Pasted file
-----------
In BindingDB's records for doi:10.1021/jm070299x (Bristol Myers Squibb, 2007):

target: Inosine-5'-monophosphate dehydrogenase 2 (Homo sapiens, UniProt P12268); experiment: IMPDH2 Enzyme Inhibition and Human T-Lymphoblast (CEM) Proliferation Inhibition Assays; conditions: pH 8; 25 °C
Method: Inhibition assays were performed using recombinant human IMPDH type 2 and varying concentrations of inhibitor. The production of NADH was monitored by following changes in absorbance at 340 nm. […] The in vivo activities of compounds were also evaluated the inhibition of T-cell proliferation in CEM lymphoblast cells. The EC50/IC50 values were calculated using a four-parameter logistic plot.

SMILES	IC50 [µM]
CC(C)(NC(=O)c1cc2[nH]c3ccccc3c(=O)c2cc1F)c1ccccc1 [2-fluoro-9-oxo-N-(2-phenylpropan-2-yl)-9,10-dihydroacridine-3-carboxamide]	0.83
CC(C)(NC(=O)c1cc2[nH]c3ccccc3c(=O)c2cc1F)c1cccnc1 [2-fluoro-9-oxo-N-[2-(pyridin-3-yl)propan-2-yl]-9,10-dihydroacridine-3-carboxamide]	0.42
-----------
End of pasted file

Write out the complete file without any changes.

In BindingDB's records for doi:10.1021/jm070299x (Bristol Myers Squibb, 2007):

target: Inosine-5'-monophosphate dehydrogenase 2 (Homo sapiens, UniProt P12268); experiment: IMPDH2 Enzyme Inhibition and Human T-Lymphoblast (CEM) Proliferation Inhibition Assays; conditions: pH 8; 25 °C
Method: Inhibition assays were performed using recombinant human IMPDH type 2 and varying concentrations of inhibitor. The production of NADH was monitored by following changes in absorbance at 340 nm. […] The in vivo activities of compounds were also evaluated the inhibition of T-cell proliferation in CEM lymphoblast cells. The EC50/IC50 values were calculated using a four-parameter logistic plot.

SMILES	IC50 [µM]
CC(C)(NC(=O)c1cc2[nH]c3ccccc3c(=O)c2cc1F)c1ccccc1 [2-fluoro-9-oxo-N-(2-phenylpropan-2-yl)-9,10-dihydroacridine-3-carboxamide]	0.83
CC(C)(NC(=O)c1cc2[nH]c3ccccc3c(=O)c2cc1F)c1cccnc1 [2-fluoro-9-oxo-N-[2-(pyridin-3-yl)propan-2-yl]-9,10-dihydroacridine-3-carboxamide]	0.42